* Do not message someone, whom you don’t know, with unsolicited advice before running your ideas by someone within their inner circle. It also helps not to discuss intimate concerns with complete strangers. GET THEE TO AN OUTER RING! #dumpout (see previous bullet point)
* There is no need to ask if you can bring me a donut. The answer is always yes.
* Do not say it’s “only” breast cancer. But if you must, say it online, so there’s no chance I will punch you in the throat.
* Irreverent jokes about breast cancer make me supremely happy. My running line, if I ask my family for something and they hesitate: But…I have breast cancer. ~sad eyes~
* Do not judge the joke. I’m no fool; I know this is deadly serious business. I know I may be fighting for my life. I know folks die from breast cancer every day. I know. In no way am I making small of the fight, nor diminishing those who have died or will from this disease. I’m simply, for my own mental health, trying to lighten the horror of the what-ifs, not only for me, but for those worried sick around me.
* I have a cancer lock-box. The day I heard my diagnosis, hours after really, I had an appointment with my inlaws to learn about pre-planning their funerals. (can’t make the funny up, y’all) I had already been crying buckets and trying to catch my breath for a few hours, yet decided to keep the appointment. I dried my eyes. Put the cancer in the lock-box. Took a shower. Got dressed. Made the two hour meeting without telling my inlaws the news (that would happen the next day). Drove home, crying all over again. The next day they were astounded that I had been able to be “me” at the meeting.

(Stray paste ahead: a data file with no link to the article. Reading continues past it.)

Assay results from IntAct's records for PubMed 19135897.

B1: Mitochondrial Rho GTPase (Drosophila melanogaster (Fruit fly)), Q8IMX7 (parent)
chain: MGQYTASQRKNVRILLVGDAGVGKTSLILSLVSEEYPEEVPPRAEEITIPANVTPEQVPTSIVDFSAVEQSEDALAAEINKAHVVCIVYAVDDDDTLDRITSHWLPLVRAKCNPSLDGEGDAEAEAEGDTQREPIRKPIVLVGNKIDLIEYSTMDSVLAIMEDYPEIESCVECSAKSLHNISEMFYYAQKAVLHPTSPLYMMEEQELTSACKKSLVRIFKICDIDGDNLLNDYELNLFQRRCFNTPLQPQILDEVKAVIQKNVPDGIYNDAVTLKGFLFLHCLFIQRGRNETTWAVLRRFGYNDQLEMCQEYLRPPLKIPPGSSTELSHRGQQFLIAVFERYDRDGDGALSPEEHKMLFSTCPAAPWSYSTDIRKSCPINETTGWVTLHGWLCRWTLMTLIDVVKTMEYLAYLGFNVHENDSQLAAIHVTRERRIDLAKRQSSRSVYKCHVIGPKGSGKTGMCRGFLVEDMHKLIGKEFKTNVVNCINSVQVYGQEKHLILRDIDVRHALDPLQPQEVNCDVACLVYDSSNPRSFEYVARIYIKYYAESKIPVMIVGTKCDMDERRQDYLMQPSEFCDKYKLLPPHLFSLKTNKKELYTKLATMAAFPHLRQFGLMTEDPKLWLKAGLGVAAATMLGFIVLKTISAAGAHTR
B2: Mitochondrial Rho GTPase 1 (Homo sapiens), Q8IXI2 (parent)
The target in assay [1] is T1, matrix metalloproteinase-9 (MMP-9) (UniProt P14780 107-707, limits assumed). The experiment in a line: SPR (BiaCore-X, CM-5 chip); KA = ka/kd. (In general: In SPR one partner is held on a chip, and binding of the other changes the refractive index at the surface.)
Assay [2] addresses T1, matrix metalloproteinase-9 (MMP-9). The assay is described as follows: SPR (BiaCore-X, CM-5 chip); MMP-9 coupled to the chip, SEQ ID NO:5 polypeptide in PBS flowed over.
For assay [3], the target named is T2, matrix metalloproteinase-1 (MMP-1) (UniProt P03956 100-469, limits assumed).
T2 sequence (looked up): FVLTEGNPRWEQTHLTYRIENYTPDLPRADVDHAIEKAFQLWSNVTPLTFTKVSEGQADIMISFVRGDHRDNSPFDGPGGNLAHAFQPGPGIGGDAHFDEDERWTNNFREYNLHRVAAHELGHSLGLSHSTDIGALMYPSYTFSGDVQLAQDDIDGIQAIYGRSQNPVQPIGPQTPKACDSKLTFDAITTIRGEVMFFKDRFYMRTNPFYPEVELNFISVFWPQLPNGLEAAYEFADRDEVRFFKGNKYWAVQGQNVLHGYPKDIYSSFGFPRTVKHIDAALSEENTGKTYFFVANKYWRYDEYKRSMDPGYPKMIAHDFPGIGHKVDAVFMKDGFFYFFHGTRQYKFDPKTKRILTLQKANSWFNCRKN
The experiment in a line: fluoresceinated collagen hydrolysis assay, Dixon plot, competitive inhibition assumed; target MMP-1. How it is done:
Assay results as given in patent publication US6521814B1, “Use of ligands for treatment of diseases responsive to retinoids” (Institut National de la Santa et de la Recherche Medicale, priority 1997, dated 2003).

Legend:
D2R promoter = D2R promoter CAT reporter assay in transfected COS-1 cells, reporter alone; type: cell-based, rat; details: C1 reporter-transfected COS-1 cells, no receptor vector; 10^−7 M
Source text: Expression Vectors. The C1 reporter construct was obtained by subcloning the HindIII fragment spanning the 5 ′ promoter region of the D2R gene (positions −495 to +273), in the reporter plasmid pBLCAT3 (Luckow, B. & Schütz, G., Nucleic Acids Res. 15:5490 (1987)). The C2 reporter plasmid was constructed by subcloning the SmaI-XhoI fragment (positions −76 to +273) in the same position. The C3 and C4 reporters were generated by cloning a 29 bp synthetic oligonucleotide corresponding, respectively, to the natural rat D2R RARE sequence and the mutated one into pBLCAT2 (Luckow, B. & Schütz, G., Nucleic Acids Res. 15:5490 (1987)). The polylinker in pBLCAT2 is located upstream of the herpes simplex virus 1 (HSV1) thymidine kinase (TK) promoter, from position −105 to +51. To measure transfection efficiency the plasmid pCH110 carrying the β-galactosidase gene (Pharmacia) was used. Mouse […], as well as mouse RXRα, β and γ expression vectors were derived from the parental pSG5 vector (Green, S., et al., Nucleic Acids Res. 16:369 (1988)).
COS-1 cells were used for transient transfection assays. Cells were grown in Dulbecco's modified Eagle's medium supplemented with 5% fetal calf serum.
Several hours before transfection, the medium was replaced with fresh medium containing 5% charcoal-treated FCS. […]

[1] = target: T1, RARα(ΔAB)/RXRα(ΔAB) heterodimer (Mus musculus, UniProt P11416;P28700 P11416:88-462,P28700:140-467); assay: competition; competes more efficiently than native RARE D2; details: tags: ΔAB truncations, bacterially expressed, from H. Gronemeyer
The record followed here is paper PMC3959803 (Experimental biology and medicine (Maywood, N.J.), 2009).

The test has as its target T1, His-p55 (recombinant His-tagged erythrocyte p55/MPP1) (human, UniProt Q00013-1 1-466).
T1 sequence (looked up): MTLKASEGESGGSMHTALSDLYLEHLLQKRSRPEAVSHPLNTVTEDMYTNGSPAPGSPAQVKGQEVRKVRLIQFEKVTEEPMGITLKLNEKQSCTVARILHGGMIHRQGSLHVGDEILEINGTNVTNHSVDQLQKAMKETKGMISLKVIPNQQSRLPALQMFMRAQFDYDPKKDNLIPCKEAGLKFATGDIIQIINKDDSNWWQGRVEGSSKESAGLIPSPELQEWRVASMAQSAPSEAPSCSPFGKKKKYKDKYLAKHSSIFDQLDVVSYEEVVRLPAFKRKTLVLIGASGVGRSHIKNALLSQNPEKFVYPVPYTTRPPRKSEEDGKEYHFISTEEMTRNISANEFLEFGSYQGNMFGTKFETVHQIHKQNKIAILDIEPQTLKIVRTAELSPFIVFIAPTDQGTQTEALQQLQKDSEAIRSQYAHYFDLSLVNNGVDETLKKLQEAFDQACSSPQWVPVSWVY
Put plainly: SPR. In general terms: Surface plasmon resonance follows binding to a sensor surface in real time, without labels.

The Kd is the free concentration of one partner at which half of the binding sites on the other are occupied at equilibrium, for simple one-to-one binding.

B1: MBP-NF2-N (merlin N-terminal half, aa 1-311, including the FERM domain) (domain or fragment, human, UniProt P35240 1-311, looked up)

It wasn’t “me.” It was the grace of God in me. No way am I that strong. Sure, sure, I have badass running through my veins, but you have to believe me that it was not of me that I did what I did that day.
* It is not fine. It is not okay. Garry says nothing about this is fine nor okay, and he’s right. Garry wants us to say instead: We’ll survive this. We’ll beat this. We’ll get to the other side.
Of course, baby. Anything for that dear sweet man.
Look at this crazy list. So many things. In four short days.
I suspect another series will be coming out of my diagnosis. Why not share the wealth of information I’m about to learn? Yet, most of my writing about my journey will happen on my other site: www.pattitucker.com Bookmark it (i’m working on getting a subscription list) or just pop in. Or not. I’m not the boss of you.
Thank y’all for your prayers. Please consider continuing to remember me and my family in them. I’m so grateful for your love and concern. ~smooches~
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Mo at Mocadeaux
Friday 17th of April 2015
I missed this when you first posted it but saw your note on Facebook today. Your list is perfect. You are in my prayers. I hope that knowing so many people are praying for you and sending healing vibes in your direction will give you strength when you need it most. God bless.
Friday 17th of April 2015
Thank you, Mo.